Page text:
O’Guin v Bingham County:A landowner’s duty to a trespasser is to refrain from willful or wanton acts which might cause injury.The issue in this case is whether D acted negligently in the death of two children and that the County was negligent per se when as a result of not following specific statutes the children were killed in a county landfill. The rule regarding this case comes from Idaho Code Section 39-7401(2) and how negligence per se is applied to accidents caused when the statutory standard is not met. In order to replace a common law duty of care with a duty of care for a statute or regulation the following elements must be met: (1)the statute or regulation must clearly define the required standard of conduct; (2) the statute or regulation must have been intended to prevent the type of harm the D’s act or omission caused; (3) the P must be a member of the class of persons the statute or regulation was designed to protect; and (4) theviolation must have been the proximate cause of the injury. The Court found that the first element was not met because the County was required to fence or block entry to the landfill at all times and during the time the boys got into the landfill their entry was not blocked. The second element was said to be met because of the specific language of the statute in which they reference “safeguarding human health.” The third element is met because the children are among the class of people the statute looks to help. The Fourth element is also met because there is a disputed issue as the County’s violation of the statute and regulations ended in the death of the children. The Court vacated the summary judgement and remanded the case for further proceedings. The dissenting opinion gives a better understanding of the statute and emphasizes that themajority opinion erred in stating the statute protected harm from coming to trespassers when it was intended to prevent people from entering to dump harmful materials that could happen to thepublic at large. Unexcused violation of applicable statute is generally negligence per seStatute itself “SUPPLANTS” the common law standard of care.Violation of the statute establishes the Duty owed and the breach of duty.***Ultimate decision concerning negligence is for the jury.Willful or Wanton – Common Law standardOrdinary Standard - StatuteWillful or Wanton:A course of action which shows actual or deliberate intention to harm or which, if not intentional, shows an utter indifference to or conscious disregard of a person’s own safety of others. Such an act is more than negligence or gross negligence.Impson v Structural Metals Inc.:20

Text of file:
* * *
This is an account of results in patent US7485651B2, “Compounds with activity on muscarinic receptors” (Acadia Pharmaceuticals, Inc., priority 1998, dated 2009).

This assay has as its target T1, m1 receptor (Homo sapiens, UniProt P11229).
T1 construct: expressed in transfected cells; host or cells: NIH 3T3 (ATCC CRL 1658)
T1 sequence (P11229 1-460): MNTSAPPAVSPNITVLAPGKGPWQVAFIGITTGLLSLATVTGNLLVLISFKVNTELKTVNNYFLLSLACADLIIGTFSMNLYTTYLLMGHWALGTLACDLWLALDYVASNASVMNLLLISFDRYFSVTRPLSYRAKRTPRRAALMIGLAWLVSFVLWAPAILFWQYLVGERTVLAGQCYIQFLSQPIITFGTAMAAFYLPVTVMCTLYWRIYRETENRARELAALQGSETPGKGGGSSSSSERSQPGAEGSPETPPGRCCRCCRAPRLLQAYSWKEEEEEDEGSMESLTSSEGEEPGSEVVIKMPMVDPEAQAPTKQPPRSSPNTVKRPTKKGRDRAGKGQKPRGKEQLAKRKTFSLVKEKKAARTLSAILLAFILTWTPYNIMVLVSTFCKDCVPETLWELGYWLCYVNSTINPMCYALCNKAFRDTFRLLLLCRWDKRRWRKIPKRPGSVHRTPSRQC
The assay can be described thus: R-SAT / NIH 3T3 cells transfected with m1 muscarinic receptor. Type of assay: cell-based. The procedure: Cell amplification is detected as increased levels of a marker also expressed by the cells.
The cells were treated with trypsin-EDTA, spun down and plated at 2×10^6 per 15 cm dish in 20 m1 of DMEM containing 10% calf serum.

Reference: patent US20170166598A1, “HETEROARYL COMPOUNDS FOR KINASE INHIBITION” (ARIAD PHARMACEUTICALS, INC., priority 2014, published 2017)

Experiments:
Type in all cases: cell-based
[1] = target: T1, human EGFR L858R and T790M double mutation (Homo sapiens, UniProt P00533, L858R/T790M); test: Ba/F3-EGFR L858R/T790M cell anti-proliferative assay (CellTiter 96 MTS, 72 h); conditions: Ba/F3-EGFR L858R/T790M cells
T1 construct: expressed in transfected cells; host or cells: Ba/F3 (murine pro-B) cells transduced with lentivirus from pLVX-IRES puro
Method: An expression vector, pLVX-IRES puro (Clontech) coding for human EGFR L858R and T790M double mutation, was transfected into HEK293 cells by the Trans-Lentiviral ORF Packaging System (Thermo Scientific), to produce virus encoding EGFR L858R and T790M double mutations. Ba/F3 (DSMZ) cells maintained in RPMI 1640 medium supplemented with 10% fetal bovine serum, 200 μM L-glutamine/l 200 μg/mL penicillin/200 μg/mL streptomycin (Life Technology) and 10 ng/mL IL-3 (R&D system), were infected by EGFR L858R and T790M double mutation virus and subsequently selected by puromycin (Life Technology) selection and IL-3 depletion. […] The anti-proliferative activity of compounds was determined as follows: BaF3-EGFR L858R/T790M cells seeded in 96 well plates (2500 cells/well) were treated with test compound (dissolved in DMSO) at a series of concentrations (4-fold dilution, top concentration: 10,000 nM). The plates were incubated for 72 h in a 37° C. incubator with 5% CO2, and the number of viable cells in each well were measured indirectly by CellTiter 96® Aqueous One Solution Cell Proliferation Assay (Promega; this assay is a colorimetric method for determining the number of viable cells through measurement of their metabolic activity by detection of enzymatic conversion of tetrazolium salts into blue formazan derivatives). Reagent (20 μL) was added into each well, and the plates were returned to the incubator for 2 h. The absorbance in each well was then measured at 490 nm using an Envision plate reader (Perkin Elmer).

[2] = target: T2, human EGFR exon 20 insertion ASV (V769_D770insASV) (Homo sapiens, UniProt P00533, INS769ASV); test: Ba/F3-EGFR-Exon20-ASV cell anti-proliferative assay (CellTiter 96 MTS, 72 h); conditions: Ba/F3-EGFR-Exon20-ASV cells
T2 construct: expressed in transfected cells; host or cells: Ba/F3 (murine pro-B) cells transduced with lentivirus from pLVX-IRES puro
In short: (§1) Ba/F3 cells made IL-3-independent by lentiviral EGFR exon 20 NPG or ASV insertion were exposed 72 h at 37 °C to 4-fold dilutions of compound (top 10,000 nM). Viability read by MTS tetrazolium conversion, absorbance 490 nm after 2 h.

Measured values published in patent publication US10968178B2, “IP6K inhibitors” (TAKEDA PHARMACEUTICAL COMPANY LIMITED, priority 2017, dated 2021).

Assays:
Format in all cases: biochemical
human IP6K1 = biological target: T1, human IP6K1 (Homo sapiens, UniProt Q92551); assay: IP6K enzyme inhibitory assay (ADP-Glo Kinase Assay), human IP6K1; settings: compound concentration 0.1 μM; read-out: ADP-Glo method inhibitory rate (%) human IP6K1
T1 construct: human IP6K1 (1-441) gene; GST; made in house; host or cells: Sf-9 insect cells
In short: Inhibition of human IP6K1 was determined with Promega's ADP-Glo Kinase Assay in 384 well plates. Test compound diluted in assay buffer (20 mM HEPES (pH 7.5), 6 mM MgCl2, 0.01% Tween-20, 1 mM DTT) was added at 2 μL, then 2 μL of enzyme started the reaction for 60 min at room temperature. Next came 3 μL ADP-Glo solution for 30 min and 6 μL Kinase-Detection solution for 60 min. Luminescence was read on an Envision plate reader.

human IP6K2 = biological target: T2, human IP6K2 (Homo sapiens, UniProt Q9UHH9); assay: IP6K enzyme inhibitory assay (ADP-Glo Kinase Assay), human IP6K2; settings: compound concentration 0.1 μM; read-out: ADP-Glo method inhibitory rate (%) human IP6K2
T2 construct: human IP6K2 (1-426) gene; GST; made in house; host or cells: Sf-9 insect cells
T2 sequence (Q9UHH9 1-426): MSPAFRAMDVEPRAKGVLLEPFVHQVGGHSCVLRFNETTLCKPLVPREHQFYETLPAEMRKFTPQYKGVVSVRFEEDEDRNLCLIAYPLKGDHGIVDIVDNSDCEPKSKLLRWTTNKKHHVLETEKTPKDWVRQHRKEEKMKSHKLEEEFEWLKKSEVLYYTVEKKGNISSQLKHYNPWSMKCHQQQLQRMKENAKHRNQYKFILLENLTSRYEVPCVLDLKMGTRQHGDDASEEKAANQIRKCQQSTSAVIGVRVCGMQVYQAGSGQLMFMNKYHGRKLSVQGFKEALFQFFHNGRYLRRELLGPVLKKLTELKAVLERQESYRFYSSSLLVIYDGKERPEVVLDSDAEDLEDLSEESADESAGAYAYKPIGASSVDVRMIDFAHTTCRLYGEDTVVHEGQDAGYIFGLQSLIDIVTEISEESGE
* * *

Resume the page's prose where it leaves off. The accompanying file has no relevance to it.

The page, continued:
The issue in this case is whether the D was able to excuse its violation of the statute prohibiting passing within 100ft of an intersection. This also asks the question of what excuses orjustifications are legally acceptable.
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- Spring '08